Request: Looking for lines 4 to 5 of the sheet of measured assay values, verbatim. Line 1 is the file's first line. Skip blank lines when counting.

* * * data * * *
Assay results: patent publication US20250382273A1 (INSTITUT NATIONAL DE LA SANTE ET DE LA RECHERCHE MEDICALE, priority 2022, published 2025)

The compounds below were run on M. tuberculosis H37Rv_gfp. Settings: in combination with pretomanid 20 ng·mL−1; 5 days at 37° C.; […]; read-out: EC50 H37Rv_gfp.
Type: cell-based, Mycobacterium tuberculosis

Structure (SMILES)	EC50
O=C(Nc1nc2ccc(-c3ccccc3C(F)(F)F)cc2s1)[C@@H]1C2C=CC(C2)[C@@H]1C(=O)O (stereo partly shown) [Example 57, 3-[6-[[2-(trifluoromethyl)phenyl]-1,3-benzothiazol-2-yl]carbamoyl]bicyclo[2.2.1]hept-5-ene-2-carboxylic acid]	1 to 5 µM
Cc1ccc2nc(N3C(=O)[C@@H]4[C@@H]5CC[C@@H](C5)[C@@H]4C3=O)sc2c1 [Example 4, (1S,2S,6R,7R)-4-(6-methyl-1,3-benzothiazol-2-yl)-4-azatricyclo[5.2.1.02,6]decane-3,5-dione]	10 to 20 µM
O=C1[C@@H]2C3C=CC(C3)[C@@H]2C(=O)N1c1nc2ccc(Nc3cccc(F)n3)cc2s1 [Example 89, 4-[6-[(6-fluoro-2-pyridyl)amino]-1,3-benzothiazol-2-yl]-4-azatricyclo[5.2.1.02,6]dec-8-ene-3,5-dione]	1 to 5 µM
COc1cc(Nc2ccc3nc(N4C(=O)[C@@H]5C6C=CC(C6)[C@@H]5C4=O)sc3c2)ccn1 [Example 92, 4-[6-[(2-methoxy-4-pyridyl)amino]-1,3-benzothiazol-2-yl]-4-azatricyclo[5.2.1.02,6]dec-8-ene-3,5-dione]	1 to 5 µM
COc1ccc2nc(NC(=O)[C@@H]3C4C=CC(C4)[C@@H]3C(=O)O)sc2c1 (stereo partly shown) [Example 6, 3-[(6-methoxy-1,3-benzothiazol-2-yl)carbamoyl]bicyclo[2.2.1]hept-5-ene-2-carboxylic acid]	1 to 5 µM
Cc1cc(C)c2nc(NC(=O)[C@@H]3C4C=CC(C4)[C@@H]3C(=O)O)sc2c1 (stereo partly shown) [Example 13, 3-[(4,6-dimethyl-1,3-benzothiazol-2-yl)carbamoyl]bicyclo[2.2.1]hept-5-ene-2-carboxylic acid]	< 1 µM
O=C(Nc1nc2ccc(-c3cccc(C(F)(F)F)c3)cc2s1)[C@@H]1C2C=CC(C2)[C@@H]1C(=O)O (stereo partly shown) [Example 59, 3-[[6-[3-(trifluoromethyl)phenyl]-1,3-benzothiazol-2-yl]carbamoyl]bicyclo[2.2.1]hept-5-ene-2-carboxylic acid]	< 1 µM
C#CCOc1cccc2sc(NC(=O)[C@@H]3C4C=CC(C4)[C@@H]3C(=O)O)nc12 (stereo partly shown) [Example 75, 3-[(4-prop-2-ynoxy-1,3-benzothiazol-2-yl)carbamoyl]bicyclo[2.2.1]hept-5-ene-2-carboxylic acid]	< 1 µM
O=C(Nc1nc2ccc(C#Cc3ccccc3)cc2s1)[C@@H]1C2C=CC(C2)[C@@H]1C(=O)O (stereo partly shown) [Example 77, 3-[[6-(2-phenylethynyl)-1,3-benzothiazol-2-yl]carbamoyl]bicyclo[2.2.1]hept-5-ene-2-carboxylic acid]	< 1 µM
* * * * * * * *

Structure (SMILES)	EC50
O=C(Nc1nc2ccc(-c3ccccc3C(F)(F)F)cc2s1)[C@@H]1C2C=CC(C2)[C@@H]1C(=O)O (stereo partly shown) [Example 57, 3-[6-[[2-(trifluoromethyl)phenyl]-1,3-benzothiazol-2-yl]carbamoyl]bicyclo[2.2.1]hept-5-ene-2-carboxylic acid]	1 to 5 µM